I noticed something curious in sci.math (I don't post much, but I'm addicted to James Harris, who in nine years has proved dozens of revolutionary principles of mathematics, and runs a crusade against the Mathematics Establishment's use of millions in fraudulently-obtained dollars to suppress him) and saw an example of a curious phenomenon. A question about sudoku brought a comment that sudoku Just Isn't Mathematics, and is hardly a fit topic for their discussion.
I grant sudoku isn't deep mathematics: it's mostly repeated application of reducto ad absurdum (``if we put a 5 here, then there's two 5's in this column; therefore it can't go there''). But that is mathematics, unless you're particularly intuitionist, and the rules implicitly exclude the middle anyway. Yes, you can solve a puzzle algorithmically, but you can say the same in principle (if you could have enough storage space) about chess or (if you allow a certain amount of guessing) Minesweeper, and nobody denies they're often fascinating mathematics. (Minesweeper lends itself to some of the most complicated problems in mathematics, including logic circuit design -- in principle, you could design a Minesweeper board that was also a digital computer.) They open deeper fields, granted, but puzzles should come in all categories, from mildly diverting to impossibly complex.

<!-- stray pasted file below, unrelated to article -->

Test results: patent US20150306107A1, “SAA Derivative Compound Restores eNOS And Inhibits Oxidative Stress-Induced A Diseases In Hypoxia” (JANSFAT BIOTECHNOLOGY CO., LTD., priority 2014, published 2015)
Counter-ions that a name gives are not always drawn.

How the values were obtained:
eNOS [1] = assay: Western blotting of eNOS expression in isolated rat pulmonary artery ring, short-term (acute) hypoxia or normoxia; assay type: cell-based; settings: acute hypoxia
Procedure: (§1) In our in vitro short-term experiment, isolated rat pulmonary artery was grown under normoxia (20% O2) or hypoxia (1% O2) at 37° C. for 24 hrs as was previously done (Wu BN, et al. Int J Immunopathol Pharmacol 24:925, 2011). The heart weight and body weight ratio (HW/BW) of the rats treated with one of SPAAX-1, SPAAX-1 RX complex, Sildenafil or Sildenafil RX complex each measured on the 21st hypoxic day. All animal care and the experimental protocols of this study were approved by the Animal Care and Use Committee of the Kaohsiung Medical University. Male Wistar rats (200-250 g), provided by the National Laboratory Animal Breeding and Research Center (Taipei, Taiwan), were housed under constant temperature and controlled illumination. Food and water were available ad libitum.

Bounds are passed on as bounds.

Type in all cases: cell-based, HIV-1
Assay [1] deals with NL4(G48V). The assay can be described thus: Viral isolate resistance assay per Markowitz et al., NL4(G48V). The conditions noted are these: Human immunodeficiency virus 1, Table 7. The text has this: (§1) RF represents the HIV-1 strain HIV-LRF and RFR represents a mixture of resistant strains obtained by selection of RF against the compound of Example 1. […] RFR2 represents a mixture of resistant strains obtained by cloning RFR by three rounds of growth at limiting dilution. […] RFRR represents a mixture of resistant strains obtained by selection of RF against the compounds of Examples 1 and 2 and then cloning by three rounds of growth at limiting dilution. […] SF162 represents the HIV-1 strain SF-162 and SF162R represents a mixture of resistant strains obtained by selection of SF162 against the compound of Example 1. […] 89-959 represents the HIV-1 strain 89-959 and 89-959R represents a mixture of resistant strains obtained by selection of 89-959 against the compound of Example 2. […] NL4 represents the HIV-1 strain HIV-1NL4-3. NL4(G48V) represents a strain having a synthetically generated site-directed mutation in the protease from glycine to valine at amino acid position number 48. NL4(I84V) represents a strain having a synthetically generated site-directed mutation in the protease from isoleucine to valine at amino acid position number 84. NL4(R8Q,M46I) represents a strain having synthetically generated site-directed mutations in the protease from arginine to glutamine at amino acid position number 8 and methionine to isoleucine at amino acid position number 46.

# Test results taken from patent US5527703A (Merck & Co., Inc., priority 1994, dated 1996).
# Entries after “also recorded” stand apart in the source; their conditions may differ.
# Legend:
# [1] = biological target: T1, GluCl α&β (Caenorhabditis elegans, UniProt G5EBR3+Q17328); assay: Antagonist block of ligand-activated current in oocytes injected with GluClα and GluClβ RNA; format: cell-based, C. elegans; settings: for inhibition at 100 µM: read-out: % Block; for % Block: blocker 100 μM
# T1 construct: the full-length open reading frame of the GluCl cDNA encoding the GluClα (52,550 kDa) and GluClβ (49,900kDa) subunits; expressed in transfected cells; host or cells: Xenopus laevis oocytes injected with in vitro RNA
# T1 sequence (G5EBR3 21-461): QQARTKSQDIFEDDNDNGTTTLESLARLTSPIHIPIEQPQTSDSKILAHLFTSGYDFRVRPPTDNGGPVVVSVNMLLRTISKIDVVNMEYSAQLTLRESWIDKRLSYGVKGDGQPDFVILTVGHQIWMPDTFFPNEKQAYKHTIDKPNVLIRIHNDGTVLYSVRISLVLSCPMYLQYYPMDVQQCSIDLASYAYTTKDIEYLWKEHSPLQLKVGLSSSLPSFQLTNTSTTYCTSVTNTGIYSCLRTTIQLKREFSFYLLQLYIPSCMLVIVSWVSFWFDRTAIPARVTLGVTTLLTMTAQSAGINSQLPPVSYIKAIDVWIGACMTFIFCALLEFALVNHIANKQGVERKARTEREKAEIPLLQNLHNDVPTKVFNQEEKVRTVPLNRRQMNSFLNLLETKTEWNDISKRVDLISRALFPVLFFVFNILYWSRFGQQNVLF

At the risk of getting sociological, it seems to me the ``problem'' with sudoku is no initiation is needed. If you recognize the numerals you can work out the puzzle competently, and there's not much help learning more. Granted any community likes little barriers between itself and the outsiders, and that extends to resisting people casually joining. Carrying that to rejecting what's popular in the outside community seems to me unhealthy, and at least as silly as science fiction fans who insist that Star Wars isn't a true science fiction film like Serenity is.
I know this extends across fandoms. There are Star Trek forums where you can count on nothing kind being said about The Next Generation, which you recall was the only Trek series to suffer a weird negative loss of audience. More people watched each year than did the one before, and many of them didn't even care about the hasty rewriting of the Klingons to stop being Federation members somewhere midway through the series. I don't know what L Frank Baum fandom is like but I'm sure somewhere in it are people who refer to the MGM The Wizard Of Oz only as ``the Abomination.'' I hadn't thought of it particularly happening in mathematics.
Trivia: Polish-born Samuel Eilenberg was the first non-French member of mathematician ``Nicolas Bourbaki''. Source: Life Science Library: Mathematics, David Bergamini.
Currently Reading: Sweets: A History of Temptation, Tim Richardson.